Flow2 kitchen by Studio Gorm



Oregon designers John Arndt and Wonhee Jeong of Studio Gorm have designed a kitchen where waste products are used to grow plants.


Drying dishes drip onto plants in terracotta containers.


Food scraps are broken down by worms and the resulting fertiliser used is for the plants.


A double-walled terracotta container acts as a refrigerator, cooling the inside as water evaporates through the outer wall.


The project is on show as part of and exhibition called Call and Rersponse at the Museum of Contemporary Craftin Oregon until 31 October.


Photographs are by Wonhee Jeong and John Arndt.

See also:

Vaisselier Système D by Matière A

Colo dishwasher by Peter Schwartz and Helene Steiner
Ethical Kitchen by Alexandra Sten Jørgensen


Here's some more information from Studio Gorm:



Oregon based studio Gorm (John Arndt and Wonhee Jeong) has designed a new version of their kitchen, flow and the kitchen of terrestrial mechanics.

Flow is a living kitchen where nature and technology are integrated in a symbiotic relationship, processes flow into one another in a natural cycle, efficiently utilizing energy, waste, water and other natural resources. It provides a space not only for preparing food but an environment that gives a better understanding of how natural processes work. A kitchen where food is grown, stored, cooked and composted to grow more food.


The flow products can be used independently but are far more effective when they work in concert as part of the larger system. The individual objects are relatively uncomplicated, acting as simple vehicles for the more complex natural processes to do the work. This kitchen is developed as a flexible system where resources are reused by several elements creating a dynamic flow between the products. The flow kitchen focuses on three major problem areas in the kitchen Waste, Water and Energy.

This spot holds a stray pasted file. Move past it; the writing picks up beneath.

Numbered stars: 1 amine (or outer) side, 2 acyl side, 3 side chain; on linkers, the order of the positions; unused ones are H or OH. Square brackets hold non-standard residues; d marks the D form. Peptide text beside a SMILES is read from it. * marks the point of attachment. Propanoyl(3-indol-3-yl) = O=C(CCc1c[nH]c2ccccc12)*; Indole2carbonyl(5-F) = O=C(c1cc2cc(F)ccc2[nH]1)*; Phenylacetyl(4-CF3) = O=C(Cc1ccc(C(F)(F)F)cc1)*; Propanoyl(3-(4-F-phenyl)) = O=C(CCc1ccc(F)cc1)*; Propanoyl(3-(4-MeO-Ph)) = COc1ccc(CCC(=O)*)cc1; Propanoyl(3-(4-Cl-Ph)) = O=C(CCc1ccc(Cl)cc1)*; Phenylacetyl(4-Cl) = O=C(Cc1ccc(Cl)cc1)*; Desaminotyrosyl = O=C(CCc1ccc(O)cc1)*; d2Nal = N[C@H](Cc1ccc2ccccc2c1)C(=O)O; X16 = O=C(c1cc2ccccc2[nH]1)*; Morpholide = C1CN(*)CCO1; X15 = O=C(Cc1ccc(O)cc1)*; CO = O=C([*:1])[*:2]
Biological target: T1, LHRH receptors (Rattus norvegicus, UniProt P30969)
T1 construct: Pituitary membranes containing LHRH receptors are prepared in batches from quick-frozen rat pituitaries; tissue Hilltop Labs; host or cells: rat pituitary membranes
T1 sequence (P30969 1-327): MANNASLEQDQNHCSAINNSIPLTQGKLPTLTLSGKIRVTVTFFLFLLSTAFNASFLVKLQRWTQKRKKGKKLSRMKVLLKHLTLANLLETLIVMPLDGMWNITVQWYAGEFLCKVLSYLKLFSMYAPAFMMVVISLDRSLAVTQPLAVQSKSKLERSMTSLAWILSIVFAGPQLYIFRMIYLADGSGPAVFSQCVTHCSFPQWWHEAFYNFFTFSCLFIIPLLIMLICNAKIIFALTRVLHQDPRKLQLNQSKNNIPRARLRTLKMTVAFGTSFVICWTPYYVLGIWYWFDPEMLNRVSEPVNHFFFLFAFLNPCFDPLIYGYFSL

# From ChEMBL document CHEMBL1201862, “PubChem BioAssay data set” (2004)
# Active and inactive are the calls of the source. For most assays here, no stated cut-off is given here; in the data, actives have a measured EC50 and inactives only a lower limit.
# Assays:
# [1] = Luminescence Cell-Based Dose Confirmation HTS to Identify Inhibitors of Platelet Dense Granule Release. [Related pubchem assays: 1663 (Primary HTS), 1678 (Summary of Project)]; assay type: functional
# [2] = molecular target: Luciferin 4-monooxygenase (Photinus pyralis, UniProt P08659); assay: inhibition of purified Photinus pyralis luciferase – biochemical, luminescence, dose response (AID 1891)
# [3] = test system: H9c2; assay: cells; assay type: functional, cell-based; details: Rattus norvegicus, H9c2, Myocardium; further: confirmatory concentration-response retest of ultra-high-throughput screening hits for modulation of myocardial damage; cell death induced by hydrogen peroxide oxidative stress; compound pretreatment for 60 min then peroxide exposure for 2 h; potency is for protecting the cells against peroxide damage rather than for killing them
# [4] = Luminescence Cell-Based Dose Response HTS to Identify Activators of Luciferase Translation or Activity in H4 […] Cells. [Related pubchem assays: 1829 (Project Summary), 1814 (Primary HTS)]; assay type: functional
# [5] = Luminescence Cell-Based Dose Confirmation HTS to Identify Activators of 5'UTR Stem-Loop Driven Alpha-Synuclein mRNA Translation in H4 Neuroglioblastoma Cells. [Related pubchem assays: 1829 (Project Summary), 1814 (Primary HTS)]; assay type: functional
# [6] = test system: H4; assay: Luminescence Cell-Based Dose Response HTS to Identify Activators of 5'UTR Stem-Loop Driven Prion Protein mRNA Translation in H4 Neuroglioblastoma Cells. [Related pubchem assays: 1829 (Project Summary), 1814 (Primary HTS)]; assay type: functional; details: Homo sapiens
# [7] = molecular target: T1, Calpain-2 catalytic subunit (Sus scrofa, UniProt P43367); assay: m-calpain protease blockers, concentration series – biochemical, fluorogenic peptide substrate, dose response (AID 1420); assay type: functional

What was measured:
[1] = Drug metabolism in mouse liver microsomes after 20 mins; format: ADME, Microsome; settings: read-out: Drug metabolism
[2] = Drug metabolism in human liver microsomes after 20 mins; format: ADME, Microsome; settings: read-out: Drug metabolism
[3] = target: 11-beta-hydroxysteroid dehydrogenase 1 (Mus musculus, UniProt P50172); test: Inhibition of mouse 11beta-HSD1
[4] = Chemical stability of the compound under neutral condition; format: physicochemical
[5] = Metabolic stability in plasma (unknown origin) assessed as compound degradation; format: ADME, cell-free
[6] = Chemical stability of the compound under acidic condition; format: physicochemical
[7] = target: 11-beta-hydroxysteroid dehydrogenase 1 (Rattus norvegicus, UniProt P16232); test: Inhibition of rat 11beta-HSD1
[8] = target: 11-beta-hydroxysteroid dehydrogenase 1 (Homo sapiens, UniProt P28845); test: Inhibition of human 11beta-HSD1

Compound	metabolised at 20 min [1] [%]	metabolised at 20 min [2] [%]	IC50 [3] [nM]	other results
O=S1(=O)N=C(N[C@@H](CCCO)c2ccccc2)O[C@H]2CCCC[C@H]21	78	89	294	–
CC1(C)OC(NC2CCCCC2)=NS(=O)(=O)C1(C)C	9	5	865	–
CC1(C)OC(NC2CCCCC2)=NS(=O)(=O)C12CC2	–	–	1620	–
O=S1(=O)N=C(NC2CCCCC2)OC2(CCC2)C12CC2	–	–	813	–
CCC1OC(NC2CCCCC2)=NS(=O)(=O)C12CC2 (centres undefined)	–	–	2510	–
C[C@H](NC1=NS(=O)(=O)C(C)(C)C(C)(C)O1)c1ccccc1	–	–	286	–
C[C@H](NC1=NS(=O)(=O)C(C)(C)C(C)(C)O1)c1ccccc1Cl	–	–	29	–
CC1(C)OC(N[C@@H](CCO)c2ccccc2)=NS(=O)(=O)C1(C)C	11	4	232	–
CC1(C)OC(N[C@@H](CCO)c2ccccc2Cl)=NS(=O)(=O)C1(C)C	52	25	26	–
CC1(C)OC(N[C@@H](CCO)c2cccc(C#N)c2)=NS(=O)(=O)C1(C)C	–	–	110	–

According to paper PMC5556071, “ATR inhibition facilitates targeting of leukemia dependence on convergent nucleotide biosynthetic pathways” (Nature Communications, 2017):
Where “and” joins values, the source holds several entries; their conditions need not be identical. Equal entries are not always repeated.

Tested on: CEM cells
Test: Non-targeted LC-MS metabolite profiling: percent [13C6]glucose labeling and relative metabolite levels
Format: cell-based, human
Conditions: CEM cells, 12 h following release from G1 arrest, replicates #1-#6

The hanging dish rack offers vertical storage for drying dishes saving valuable counter space, water from the dish rack drips on the herbs and edible plants, which are grown in the planter boxes positioned below the rack.

The refrigerator is one of the largest consumers of electricity in the home. The majority of the items we refrigerate do not need to be kept as cold as a standard fridge temperatures. The evaporative cooling fridge box keeps food cool through evapo-transpiration. The space between the double walls is filled with water which slowly seeps through the outer wall and evaporates, causing the inside temperature to cool. It is deal for storing vegetables, fruit, eggs, cheese and butter. The evaporative cooling fridge reduces the need for a larger conventional fridge.


The Storage jars are made from unglazed earthenware with beech wood lids. They utilize the natural porous properties of earthenware, which creates an ideal environment for maintaining the consistency of bread, extending the life of garlic and onions, storing grains and growing herbs. The beech wood lids which have natural anti microbial properties can also be used as cutting boards or serving trays.